The Māori language is one of the official languages in New Zealand. It is spoken mostly by the indigenous people who are called Māori. The origin of the language traces back the Eastern Polynesian islands, where the Māori history can be traced back. In reality only some 30,000 people can speak the language fluently, but several words have made it into everyday use with all the people currently inhabiting New Zealand. The most famous expression would be the ubiquitous “Kia Ora” which can be translated as “hello, how are you”.
Here’s a few more words and concepts to illustrate the rich vocabulary of the Māori people
Awa = River
Motu = Island
Puke = Hill
Wai = Water
Whanga = Harbour
Kia Ora = Hi
Haere mai = Welcome
Maunga = Mountain
The Māori language represents a big part of the culture of New Zealand, yet many people fail to pronounce the words correctly. Despite many of the current inhabitants of New Zealand have ancestors from other countries, the people in general respect the language and the culture of the indigenous people. This is in stark contrast when compared for example against the neighboring Australia. It has been suggested that Australia was home to more than 500 languages, but these days less than 10 remain in use. And needless to say, the number of speakers are rapidly declining. There is no culture without a language, and with the death of a language, something is lost forever.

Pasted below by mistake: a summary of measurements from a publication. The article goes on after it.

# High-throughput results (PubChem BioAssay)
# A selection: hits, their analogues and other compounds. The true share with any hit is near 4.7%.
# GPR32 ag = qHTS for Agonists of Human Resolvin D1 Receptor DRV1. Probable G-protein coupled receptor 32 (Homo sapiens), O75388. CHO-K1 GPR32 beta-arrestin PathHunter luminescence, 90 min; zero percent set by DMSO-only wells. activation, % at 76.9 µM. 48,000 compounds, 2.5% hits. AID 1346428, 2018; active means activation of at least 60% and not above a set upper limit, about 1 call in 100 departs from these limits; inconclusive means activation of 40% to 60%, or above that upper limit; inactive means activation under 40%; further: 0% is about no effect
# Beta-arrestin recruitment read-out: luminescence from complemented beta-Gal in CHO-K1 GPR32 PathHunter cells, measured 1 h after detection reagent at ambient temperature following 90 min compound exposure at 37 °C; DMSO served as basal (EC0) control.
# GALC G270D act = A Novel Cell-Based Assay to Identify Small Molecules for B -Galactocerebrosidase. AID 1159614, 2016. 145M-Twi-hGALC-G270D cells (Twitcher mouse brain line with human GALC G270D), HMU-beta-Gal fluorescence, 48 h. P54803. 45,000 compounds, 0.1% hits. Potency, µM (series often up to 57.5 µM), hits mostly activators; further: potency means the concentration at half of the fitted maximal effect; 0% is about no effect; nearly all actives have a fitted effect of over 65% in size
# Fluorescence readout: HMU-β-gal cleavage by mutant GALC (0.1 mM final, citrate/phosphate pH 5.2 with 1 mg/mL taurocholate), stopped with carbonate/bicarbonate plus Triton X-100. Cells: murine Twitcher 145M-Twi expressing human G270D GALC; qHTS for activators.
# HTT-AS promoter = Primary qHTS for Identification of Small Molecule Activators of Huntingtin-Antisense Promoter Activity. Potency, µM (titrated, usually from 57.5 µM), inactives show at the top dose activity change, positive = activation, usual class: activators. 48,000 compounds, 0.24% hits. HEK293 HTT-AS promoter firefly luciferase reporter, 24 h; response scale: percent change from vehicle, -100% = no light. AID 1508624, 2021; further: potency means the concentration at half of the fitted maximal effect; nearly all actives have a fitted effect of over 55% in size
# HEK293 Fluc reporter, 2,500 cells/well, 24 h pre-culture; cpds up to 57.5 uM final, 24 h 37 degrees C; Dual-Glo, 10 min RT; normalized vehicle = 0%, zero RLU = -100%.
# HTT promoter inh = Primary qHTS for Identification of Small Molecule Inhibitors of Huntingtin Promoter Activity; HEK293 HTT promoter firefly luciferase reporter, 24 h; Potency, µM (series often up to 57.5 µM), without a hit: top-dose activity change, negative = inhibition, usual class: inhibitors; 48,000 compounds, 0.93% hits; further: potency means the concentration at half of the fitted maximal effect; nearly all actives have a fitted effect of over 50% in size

Despite the relatively few speakers of Māori language, there are certain elements in the culture of New Zealand that keep the story going on. Early 2016 the Internet went wild about the wedding party of a Māori bride who got very emotional about the traditional haka of the groomsmen. The haka is an ancestral war cry, a call for a challenge by the maori people of New Zealand. While the original haka was performed before a battle, there are other haka that are used to welcome people, to signify great achievements and occasions. For most people the haka is very striking in the dance, performance and expressions, the words being used are indeed from the original Māori language.